The paper distinguishes two contrasting models of accountability, one based on principal-agent relations, which is backward-looking, the other a dynamic and forward-looking model. The paper argues that this second model of accountability is more appropriate for independent bodies like the ECB/SSM and the SRB, operating in technically complex, rapidly evolving environments under conditions of high uncertainty, where parliaments and other political authorities have very limited sanctioning powers. It then goes on to review the nature and effectiveness of three main forms of accountability as applied to these institutions – administrative, judicial, and political – together with the contribution of external review bodies, such as the European Court of Auditors and the European Ombudsman, to their accountability at European level. Following the dynamic, forward-looking approach advocated above, the paper argues that the best way to improve the accountability of the SSM and the SRB is to request the ECB/SSM and SRB to make the findings of their internal quality assurance and review bodies publicly available (subject to constraints on professional secrecy) and for the EP to use these findings to scrutinize and stimulate public debate about the operations and effectiveness of the two institutions.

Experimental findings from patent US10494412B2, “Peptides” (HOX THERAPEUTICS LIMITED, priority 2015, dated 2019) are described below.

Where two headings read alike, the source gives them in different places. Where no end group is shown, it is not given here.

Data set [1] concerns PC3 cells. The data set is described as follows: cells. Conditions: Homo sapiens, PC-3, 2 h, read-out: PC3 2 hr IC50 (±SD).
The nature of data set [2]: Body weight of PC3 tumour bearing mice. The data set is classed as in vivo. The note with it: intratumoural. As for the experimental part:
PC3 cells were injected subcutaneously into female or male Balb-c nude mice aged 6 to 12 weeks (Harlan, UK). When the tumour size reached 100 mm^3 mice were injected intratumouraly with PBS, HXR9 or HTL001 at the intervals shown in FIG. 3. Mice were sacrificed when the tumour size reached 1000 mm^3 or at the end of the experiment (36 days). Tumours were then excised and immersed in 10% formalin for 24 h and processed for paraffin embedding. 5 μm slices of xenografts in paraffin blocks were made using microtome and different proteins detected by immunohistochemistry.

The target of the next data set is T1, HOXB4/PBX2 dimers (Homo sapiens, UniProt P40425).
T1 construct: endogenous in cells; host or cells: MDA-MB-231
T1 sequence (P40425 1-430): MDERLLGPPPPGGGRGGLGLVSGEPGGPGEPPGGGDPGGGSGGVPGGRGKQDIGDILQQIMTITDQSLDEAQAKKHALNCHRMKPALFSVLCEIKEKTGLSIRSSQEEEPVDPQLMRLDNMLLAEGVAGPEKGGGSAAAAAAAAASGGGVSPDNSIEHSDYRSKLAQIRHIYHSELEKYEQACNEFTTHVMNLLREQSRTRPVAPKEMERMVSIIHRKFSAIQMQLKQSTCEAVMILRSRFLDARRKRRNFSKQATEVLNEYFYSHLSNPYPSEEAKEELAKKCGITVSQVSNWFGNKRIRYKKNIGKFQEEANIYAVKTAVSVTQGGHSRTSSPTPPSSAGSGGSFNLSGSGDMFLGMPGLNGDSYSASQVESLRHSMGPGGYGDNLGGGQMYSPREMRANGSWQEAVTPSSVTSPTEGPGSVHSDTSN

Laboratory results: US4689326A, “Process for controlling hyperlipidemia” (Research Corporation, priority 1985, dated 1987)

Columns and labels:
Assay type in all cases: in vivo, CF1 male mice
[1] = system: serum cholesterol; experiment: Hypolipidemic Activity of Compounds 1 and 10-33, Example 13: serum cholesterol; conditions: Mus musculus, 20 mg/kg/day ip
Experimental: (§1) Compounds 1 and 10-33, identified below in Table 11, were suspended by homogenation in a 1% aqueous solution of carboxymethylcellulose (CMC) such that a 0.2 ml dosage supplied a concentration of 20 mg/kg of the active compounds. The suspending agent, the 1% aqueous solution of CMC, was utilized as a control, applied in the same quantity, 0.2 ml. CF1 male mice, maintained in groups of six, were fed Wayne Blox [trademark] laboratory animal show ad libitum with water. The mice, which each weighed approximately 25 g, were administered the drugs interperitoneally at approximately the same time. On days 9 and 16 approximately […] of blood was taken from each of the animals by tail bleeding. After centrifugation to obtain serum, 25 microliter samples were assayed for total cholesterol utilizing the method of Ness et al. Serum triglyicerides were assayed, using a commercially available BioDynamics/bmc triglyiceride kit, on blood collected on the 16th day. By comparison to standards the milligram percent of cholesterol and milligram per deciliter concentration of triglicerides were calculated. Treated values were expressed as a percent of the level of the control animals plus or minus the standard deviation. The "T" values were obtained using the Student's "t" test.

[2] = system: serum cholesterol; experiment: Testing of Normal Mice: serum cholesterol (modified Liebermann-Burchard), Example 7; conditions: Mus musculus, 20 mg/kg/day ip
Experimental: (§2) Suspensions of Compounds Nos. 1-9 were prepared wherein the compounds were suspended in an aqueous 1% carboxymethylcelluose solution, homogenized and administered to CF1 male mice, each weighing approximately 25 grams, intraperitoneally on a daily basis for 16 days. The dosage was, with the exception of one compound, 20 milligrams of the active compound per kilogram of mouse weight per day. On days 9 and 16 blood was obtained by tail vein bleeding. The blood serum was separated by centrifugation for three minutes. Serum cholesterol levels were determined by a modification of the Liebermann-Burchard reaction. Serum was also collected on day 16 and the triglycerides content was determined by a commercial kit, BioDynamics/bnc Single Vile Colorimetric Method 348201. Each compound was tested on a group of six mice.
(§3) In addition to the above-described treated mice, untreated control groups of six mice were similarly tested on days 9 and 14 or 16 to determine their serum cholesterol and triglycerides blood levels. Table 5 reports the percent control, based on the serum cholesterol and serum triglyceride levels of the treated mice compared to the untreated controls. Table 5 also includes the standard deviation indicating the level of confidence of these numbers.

Auteur externe

Jonathan ZEITLIN, Filipe BRITO BASTOS

The powers of the European Parliament

04-11-2019

Since its inception in 1951, the European Parliament has come a long way. Initially a consultative body composed of delegations of national parliaments, it became a directly elected institution, obtained budgetary and legislative powers, and now exercises influence over most aspects of EU affairs. Together with representatives of national governments, who sit in the Council, Parliament co-decides on European legislation, in what could be seen as a bicameral legislature at EU level. It can reject ...